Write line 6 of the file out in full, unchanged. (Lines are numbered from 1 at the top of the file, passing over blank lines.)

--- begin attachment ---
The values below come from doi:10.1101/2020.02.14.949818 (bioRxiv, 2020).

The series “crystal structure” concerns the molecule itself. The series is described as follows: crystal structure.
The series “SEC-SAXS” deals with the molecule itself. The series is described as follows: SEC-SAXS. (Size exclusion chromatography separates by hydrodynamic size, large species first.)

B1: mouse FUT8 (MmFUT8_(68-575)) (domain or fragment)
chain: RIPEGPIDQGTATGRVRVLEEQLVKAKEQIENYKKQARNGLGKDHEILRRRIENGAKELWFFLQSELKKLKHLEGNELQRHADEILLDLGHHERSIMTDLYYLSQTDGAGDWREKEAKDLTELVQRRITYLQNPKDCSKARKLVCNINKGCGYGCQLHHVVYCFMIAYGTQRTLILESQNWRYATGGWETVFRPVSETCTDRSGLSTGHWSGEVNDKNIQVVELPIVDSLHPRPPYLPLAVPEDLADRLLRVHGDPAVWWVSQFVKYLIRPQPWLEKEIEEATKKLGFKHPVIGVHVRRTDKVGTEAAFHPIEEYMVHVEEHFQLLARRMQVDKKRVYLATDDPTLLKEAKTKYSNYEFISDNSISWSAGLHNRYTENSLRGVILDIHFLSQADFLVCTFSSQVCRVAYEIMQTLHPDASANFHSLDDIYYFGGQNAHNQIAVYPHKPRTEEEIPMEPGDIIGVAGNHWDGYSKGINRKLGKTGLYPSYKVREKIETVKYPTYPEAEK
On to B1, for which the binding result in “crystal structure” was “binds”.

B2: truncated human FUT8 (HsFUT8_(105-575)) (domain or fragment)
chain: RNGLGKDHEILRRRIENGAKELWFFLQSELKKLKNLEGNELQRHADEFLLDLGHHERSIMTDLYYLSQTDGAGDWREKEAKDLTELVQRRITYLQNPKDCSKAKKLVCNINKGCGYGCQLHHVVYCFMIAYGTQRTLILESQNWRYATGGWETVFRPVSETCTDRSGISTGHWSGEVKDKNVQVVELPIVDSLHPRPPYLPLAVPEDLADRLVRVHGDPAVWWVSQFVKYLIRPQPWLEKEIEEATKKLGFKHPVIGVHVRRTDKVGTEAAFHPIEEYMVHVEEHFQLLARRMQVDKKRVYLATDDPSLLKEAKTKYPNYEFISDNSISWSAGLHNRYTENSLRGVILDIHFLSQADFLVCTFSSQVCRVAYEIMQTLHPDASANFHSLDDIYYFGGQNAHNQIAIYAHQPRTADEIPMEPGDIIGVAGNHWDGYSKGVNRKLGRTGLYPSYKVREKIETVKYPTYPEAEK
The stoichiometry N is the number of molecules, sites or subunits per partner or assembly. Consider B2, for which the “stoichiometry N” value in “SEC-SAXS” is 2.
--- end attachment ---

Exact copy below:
On to B1, for which the binding result in “crystal structure” was “binds”.